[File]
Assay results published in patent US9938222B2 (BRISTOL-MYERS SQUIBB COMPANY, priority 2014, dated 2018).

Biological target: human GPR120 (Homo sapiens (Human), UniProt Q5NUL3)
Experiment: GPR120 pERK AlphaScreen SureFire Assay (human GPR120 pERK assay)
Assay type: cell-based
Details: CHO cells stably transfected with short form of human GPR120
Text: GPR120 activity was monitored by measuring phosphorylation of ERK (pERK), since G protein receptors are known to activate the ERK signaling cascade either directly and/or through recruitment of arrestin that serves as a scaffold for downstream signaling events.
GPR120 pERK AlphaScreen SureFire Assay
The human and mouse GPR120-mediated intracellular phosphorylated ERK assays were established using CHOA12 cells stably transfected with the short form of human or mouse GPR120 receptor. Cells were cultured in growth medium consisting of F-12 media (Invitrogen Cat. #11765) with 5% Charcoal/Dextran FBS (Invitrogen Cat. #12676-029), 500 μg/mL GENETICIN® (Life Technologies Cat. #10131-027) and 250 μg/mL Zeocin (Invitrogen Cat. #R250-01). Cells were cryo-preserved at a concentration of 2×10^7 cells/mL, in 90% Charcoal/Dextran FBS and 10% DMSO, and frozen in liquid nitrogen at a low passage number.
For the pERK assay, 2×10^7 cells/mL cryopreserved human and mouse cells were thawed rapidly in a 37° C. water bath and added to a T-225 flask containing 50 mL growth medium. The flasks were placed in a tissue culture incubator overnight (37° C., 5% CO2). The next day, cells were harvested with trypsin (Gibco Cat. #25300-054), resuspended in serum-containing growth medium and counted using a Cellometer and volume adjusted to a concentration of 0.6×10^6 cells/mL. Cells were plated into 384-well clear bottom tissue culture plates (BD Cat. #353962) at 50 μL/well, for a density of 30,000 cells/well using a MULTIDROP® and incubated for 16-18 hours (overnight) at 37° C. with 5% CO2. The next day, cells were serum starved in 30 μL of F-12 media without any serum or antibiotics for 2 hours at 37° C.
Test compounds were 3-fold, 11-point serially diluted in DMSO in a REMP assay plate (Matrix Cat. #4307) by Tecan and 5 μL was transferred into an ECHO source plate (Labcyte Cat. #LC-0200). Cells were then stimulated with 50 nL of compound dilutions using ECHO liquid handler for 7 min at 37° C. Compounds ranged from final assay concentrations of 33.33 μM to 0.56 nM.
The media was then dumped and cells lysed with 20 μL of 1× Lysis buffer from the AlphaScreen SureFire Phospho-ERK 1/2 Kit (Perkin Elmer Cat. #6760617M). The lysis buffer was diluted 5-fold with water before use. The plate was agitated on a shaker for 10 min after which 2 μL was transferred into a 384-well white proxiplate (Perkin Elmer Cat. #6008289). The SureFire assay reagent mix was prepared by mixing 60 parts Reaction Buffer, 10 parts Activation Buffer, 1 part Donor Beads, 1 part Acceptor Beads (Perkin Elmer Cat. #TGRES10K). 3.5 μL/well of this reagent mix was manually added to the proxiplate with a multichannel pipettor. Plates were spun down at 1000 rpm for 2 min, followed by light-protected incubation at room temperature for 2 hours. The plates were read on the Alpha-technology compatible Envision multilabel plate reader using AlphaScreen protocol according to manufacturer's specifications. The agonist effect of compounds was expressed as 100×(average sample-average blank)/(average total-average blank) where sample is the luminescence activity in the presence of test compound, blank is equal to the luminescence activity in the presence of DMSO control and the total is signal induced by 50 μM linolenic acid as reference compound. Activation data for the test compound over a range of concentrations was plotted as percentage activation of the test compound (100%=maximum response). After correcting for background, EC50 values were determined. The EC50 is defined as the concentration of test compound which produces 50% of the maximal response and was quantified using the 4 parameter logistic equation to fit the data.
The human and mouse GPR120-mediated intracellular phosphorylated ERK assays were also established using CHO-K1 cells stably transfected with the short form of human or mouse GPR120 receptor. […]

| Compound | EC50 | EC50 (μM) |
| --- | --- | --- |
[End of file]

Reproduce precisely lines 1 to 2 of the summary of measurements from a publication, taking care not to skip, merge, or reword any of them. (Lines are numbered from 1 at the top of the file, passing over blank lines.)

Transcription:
Assay results published in patent US9938222B2 (BRISTOL-MYERS SQUIBB COMPANY, priority 2014, dated 2018).

Biological target: human GPR120 (Homo sapiens (Human), UniProt Q5NUL3)